blonde

brown

red

Sarah AnnieDana Katie

Emily

Alex Pete John

Slide from A. Kaban

calculating the disorder of the blondes
…Calculating the Disorder of the “blondes”

The first term of the sum:

  • D(Sblonde)=

D({ “Sarah”,“Annie”,“Dana”,“Katie”}) = D(2,2)

=1

Slide from A. Kaban

calculating the disorder of the others
…Calculating the disorder of the others

The second and third terms of the sum:

  • Sred={“Emily”}
  • Sbrown={ “Alex”, “Pete”, “John”}.

These are both 0 because within each set all the examples have the same class

So the avg disorder created when splitting on ‘hair colour’ is 0.5+0+0=0.5

Slide from A. Kaban

which decision variable minimises the disorder
Which decision variable minimises the disorder?

Test Disorder

Hair 0.5 – this what we just computed

height 0.69

weight 0.94

lotion 0.61

these are the avg disorders of the other attributes, computed in the same way

Which decision variable maximises the Info Gain then?

Remember it’s the one which minimises the avg disorder (see slide 21 for memory refreshing).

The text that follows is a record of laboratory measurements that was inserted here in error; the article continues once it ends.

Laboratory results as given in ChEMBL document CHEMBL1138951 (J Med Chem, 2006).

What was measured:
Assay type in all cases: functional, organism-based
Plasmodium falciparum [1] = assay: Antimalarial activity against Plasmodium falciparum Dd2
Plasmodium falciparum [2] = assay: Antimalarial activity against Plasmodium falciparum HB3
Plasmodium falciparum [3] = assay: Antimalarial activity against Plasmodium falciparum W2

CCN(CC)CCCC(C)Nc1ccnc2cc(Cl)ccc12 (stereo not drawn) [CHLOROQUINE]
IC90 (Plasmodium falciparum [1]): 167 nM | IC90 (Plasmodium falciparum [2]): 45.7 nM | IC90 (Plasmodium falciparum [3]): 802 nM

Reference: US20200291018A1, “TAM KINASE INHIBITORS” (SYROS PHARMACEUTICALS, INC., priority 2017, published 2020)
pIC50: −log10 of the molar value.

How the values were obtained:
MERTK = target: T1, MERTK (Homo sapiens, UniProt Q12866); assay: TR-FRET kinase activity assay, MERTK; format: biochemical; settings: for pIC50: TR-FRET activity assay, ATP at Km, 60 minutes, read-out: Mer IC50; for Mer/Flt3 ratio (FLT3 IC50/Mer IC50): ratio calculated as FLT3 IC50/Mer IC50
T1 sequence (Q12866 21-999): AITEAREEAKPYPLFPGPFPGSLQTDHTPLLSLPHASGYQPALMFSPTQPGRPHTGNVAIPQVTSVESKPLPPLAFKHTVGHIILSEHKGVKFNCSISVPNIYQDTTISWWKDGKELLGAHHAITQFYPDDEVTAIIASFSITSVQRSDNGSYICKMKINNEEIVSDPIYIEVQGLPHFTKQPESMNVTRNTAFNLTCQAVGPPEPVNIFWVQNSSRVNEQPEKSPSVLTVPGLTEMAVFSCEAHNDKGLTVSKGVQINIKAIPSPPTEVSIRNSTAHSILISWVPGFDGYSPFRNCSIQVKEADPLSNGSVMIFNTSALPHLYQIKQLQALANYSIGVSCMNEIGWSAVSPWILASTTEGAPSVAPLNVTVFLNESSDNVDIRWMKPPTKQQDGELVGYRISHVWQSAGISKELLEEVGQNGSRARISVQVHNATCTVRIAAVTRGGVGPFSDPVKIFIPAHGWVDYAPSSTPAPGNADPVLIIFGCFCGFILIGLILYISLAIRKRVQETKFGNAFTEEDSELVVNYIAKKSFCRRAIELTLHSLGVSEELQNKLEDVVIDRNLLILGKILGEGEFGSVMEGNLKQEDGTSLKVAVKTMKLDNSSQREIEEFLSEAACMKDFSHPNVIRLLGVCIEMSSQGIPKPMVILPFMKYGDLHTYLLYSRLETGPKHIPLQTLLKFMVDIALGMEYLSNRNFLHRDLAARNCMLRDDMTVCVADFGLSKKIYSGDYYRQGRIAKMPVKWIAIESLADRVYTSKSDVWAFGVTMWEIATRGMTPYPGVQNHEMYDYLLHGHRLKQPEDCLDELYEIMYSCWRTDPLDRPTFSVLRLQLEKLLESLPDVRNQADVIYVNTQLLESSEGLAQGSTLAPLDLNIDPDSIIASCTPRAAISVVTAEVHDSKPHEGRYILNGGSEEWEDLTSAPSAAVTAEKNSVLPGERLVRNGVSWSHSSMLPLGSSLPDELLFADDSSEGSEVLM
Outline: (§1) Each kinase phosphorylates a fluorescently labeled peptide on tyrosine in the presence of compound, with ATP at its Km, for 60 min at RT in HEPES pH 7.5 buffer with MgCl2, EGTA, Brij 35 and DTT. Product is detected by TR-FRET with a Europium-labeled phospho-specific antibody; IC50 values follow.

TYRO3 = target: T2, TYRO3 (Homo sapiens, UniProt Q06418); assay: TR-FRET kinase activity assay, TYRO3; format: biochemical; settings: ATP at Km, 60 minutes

Slide from A. Kaban

so what is the best decision tree
So what is the best decision tree?

is_sunburned

Hair colour

blonde

brown

red

Alex, Pete, John

?

Emily

Sarah AnnieDana Katie

Slide from A. Kaban

outline1
Outline
  • Contingency tables
    • Census data set
  • Information gain
    • Beach data set
  • Learning an unpruned decision tree recursively
    • Good/bad gasoline usage = "miles per gallon" data set
  • Training error
  • Test error
  • Overfitting
  • Avoiding overfitting
things i didn t discuss
Things I didn't discuss
  • How to deal with real-valued inputs
    • Either: discretize these into buckets before building a decision tree (as was done on the gasoline usage data set)
    • Or while building the decision tree, use less-than checks
      • E.g., try all of age < 24 versus age < 25 versus age < 26 (etc...) and find the best split of the age variable
      • But the details are complex and this requires many assumptions
  • Information Gain can sometimes incorrectly favor splitting on labels which have many possible values
    • There are alternative criteria that are sometimes preferred
    • There are also ways to correct Information Gain for this problem
  • There are also very different solutions that work well for classification like this, like Naive Bayes or linear models
    • These associate one weight with each feature value
    • I will skip the details due to time
    • The same ideas about generalization and overfitting apply!
slide65

Slide sources

    • See Ata Kaban's machine learning class particularly for the intuitive discussion of the Winston sunburn problem and Information Gain
    • See Andrew W. Moore's website for a longer presentation of his slides on decision trees, and slides on many other machine learning topics:

http://www.autonlab.org/tutorials